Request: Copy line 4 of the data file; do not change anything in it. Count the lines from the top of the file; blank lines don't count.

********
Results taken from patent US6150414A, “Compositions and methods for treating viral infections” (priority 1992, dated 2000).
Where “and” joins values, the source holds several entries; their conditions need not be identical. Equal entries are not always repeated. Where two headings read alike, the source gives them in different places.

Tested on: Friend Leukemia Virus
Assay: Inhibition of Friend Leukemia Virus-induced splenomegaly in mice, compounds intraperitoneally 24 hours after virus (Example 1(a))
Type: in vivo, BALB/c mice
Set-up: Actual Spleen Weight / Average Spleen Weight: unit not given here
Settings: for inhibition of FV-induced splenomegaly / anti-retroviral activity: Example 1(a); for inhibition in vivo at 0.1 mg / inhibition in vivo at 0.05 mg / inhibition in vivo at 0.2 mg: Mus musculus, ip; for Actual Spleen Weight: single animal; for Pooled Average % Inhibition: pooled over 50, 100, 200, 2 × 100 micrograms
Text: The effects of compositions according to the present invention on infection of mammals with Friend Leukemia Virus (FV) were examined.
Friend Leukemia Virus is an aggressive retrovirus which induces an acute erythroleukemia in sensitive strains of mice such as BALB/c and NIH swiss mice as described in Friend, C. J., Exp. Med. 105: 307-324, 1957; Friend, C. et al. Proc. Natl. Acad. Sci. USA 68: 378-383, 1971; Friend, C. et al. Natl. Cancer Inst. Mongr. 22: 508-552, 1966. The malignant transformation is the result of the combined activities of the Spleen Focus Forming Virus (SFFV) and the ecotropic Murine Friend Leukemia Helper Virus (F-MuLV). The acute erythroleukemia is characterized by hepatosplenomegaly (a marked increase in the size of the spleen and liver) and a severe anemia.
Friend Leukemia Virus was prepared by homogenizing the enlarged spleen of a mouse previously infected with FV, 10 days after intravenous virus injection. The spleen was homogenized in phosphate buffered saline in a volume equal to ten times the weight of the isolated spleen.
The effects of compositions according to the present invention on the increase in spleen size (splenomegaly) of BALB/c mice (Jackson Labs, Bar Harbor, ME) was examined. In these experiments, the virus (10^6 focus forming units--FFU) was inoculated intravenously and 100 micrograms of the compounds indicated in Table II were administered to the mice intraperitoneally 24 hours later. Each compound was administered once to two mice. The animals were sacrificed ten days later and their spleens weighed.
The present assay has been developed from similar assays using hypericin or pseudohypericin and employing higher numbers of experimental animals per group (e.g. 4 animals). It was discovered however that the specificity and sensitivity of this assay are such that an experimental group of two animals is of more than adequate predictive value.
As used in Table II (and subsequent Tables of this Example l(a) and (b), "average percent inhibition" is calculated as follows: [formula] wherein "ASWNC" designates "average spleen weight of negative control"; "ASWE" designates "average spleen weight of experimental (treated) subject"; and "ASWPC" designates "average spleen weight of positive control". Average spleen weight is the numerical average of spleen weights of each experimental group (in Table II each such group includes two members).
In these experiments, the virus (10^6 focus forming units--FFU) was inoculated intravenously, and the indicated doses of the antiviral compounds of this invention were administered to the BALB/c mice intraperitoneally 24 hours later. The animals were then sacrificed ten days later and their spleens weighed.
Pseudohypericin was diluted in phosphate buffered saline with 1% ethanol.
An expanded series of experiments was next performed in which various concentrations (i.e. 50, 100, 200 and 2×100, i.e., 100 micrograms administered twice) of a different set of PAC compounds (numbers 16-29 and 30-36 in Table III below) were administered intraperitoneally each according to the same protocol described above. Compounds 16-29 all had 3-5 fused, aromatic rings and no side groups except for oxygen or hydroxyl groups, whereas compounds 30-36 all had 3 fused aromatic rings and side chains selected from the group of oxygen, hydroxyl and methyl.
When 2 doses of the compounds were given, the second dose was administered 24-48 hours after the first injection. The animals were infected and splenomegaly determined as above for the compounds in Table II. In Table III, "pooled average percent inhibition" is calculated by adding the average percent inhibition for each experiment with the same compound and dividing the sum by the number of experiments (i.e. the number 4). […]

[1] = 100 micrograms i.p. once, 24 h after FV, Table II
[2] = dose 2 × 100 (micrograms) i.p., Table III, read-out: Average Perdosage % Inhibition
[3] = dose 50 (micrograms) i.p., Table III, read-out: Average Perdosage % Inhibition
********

Assay: Inhibition of Friend Leukemia Virus-induced splenomegaly in mice, compounds intraperitoneally 24 hours after virus (Example 1(a))